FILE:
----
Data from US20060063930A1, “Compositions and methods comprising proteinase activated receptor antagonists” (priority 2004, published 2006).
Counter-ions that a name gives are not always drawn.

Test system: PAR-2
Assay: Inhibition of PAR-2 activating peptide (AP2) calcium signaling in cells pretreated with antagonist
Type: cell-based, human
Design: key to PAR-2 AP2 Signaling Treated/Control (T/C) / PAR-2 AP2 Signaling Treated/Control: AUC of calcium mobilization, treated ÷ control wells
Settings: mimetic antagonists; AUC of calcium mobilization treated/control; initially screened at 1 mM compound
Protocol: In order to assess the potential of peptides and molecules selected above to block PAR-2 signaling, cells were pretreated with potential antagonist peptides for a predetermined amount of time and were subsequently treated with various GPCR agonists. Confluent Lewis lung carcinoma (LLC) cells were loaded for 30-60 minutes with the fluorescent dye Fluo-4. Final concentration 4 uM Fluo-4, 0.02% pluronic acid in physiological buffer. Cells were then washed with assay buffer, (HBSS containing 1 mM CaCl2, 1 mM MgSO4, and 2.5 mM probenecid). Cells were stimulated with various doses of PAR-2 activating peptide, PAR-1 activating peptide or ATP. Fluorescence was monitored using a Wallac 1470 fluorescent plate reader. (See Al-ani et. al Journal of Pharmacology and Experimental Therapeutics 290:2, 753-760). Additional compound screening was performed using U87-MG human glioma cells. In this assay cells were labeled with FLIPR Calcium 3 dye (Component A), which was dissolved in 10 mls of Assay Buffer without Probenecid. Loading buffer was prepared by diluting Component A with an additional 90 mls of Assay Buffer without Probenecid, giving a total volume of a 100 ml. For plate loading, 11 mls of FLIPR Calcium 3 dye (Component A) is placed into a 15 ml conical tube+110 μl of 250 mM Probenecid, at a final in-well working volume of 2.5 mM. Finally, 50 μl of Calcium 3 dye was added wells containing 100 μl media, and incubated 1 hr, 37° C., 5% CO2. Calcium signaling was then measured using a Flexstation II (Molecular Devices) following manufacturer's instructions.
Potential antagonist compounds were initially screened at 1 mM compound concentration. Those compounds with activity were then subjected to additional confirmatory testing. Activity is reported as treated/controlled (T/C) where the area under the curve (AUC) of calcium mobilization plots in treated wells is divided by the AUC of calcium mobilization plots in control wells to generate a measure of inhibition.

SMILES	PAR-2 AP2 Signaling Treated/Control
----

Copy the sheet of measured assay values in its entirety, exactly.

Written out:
Data from US20060063930A1, “Compositions and methods comprising proteinase activated receptor antagonists” (priority 2004, published 2006).
Counter-ions that a name gives are not always drawn.

Test system: PAR-2
Assay: Inhibition of PAR-2 activating peptide (AP2) calcium signaling in cells pretreated with antagonist
Type: cell-based, human
Design: key to PAR-2 AP2 Signaling Treated/Control (T/C) / PAR-2 AP2 Signaling Treated/Control: AUC of calcium mobilization, treated ÷ control wells
Settings: mimetic antagonists; AUC of calcium mobilization treated/control; initially screened at 1 mM compound
Protocol: In order to assess the potential of peptides and molecules selected above to block PAR-2 signaling, cells were pretreated with potential antagonist peptides for a predetermined amount of time and were subsequently treated with various GPCR agonists. Confluent Lewis lung carcinoma (LLC) cells were loaded for 30-60 minutes with the fluorescent dye Fluo-4. Final concentration 4 uM Fluo-4, 0.02% pluronic acid in physiological buffer. Cells were then washed with assay buffer, (HBSS containing 1 mM CaCl2, 1 mM MgSO4, and 2.5 mM probenecid). Cells were stimulated with various doses of PAR-2 activating peptide, PAR-1 activating peptide or ATP. Fluorescence was monitored using a Wallac 1470 fluorescent plate reader. (See Al-ani et. al Journal of Pharmacology and Experimental Therapeutics 290:2, 753-760). Additional compound screening was performed using U87-MG human glioma cells. In this assay cells were labeled with FLIPR Calcium 3 dye (Component A), which was dissolved in 10 mls of Assay Buffer without Probenecid. Loading buffer was prepared by diluting Component A with an additional 90 mls of Assay Buffer without Probenecid, giving a total volume of a 100 ml. For plate loading, 11 mls of FLIPR Calcium 3 dye (Component A) is placed into a 15 ml conical tube+110 μl of 250 mM Probenecid, at a final in-well working volume of 2.5 mM. Finally, 50 μl of Calcium 3 dye was added wells containing 100 μl media, and incubated 1 hr, 37° C., 5% CO2. Calcium signaling was then measured using a Flexstation II (Molecular Devices) following manufacturer's instructions.
Potential antagonist compounds were initially screened at 1 mM compound concentration. Those compounds with activity were then subjected to additional confirmatory testing. Activity is reported as treated/controlled (T/C) where the area under the curve (AUC) of calcium mobilization plots in treated wells is divided by the AUC of calcium mobilization plots in control wells to generate a measure of inhibition.

SMILES	PAR-2 AP2 Signaling Treated/Control